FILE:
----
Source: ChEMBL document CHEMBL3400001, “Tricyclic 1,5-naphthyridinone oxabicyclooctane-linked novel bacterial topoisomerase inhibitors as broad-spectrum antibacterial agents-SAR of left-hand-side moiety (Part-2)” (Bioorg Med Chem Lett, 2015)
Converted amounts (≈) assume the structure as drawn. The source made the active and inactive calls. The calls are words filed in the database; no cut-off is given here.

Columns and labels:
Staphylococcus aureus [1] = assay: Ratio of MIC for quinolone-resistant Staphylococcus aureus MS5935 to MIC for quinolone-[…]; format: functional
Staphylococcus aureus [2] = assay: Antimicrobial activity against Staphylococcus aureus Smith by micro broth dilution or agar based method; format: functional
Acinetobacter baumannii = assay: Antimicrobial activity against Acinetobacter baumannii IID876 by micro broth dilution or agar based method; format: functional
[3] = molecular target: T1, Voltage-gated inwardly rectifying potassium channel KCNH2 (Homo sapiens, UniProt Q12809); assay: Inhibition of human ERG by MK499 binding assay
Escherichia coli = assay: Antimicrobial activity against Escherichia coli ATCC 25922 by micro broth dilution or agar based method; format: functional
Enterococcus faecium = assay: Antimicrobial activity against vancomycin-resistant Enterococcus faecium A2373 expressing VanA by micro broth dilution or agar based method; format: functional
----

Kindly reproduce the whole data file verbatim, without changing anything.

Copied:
Source: ChEMBL document CHEMBL3400001, “Tricyclic 1,5-naphthyridinone oxabicyclooctane-linked novel bacterial topoisomerase inhibitors as broad-spectrum antibacterial agents-SAR of left-hand-side moiety (Part-2)” (Bioorg Med Chem Lett, 2015)
Converted amounts (≈) assume the structure as drawn. The source made the active and inactive calls. The calls are words filed in the database; no cut-off is given here.

Columns and labels:
Staphylococcus aureus [1] = assay: Ratio of MIC for quinolone-resistant Staphylococcus aureus MS5935 to MIC for quinolone-[…]; format: functional
Staphylococcus aureus [2] = assay: Antimicrobial activity against Staphylococcus aureus Smith by micro broth dilution or agar based method; format: functional
Acinetobacter baumannii = assay: Antimicrobial activity against Acinetobacter baumannii IID876 by micro broth dilution or agar based method; format: functional
[3] = molecular target: T1, Voltage-gated inwardly rectifying potassium channel KCNH2 (Homo sapiens, UniProt Q12809); assay: Inhibition of human ERG by MK499 binding assay
Escherichia coli = assay: Antimicrobial activity against Escherichia coli ATCC 25922 by micro broth dilution or agar based method; format: functional
Enterococcus faecium = assay: Antimicrobial activity against vancomycin-resistant Enterococcus faecium A2373 expressing VanA by micro broth dilution or agar based method; format: functional